Today I am lingering on some of the sights I captured on this morning’s photo walk at Kendrick Woods instead of doing a single post combining them all. I’d guess that this photo shows a wildflower close to a lupine, which reminds me of the experience that inspired me to photograph wildflowers.
Way back when hair was bigger and waists were higher (a phrase that brings to mind the best band name I ever heard, When People Were Shorter and Lived Near the Water), I won a scholarship to participate in an Earthwatch wildflowers census at the Rocky Mountain Biological Laboratory located high in the Colorado Rockies. I spent two weeks counting lupine, fireweed, linum, and other wildflowers. That fortnight was as rough on my body as it was uplifting to my spirit. Dancing weasels popped out of the holes in the floor of my unheated cabin every morning.
I left there with a permanent faith in the beauty of the natural world. I only had a cheap Vivitar camera packed with me, and I vowed that I would work on taking better pictures ever since.
(Edited to add, 7/15/17: I have now identified this wildflower. It is Baptisia Alba, or White Wild Indigo.)
Here’s another shot of the wildflowers nestled into the pond at Kendrick Woods. I wish I was savvy with video so I could convey more of the peacefulness of this place. I took a super short video of the pond with my phone that includes some of the birdsong I heard this morning:
Today is a vacation day for me, so I was able to squeeze in a quick morning photo walk around the wetlands that border my backyard. The wetlands are now lush with birds, wildflowers, and tall grasses. This is one of those places I cherish most, a touch of the wild so close to home. As walked around the path within it, I thought of a portion of Oberon’s speech from A Midsummer Night’s Dream (2.1.235-239):
I know a bank where the wild thyme blows,
Where oxlips and the nodding violet grows,
Quite overcanopied with luscious woodbine,
With sweet musk roses and with eglantine.
There were wild roses in bloom today, but they resisted capture through my lens. They were tucked into the deeper parts of the wetlands. Black-eyed susans are now in bloom, a sure sign that summer is conquering this area.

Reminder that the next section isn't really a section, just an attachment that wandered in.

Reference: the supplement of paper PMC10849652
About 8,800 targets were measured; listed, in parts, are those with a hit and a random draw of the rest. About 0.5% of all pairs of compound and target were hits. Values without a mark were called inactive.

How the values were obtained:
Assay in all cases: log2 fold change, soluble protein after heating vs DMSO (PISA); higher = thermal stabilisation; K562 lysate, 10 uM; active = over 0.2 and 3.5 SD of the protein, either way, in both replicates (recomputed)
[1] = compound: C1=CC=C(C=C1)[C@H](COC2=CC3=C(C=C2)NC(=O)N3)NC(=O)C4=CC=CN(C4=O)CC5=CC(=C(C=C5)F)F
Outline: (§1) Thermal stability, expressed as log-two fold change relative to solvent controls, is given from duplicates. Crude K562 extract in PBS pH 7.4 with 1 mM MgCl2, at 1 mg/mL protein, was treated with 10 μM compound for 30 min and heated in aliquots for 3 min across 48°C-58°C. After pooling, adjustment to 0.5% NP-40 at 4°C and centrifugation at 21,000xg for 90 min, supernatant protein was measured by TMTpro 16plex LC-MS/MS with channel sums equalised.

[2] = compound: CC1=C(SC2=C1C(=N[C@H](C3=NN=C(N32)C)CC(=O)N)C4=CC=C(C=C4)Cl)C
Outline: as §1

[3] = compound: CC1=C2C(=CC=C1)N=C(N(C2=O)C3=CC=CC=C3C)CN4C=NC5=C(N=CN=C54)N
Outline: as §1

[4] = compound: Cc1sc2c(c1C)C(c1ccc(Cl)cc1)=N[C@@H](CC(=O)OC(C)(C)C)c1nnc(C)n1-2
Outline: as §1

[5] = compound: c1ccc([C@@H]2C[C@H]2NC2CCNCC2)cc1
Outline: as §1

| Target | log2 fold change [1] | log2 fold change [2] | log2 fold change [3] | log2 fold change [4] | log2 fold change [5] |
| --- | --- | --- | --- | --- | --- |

This morning’s photo walk took place at another of my favorite locations, McLean Teddy Bear Park located in Allen County, Ohio. This park has a fantastic forest heavy with sugar maples that makes it a delightful place in the fall, but it also has a prairie wildflower field that blooms six months out of the year. Right now the wildflowers in bloom include trillium and yarrow.
I saw a deer there that did not seem afraid of me. I wish I had tried getting a bit closer to her for a better picture, but I just don’t know enough about wildlife to feel confident in approaching them closely. This doe actually did a bit of a jumping dance that showed off her white tail:
I took a brief walk through the wetland preserve that borders my backyard this morning. The light was good, but the wetlands haven’t really taken off yet this year. Maybe it is too busy doing what it does best, sopping up excess rainfall. I could hear water rushing through its ditches as it continued working through yesterday’s heavy rain. There were plenty of red winged blackbirds chirping around me, but they all flew away the moment I pointed my camera lens toward them.
I spotted fleabane and daisies today. The thistle continue their slow march skyward, but they will not bloom until the height of summer.
I’m not sure what this is, but I have a feeling it seeded from someone’s yard that borders the wetlands. It looks too tame to belong.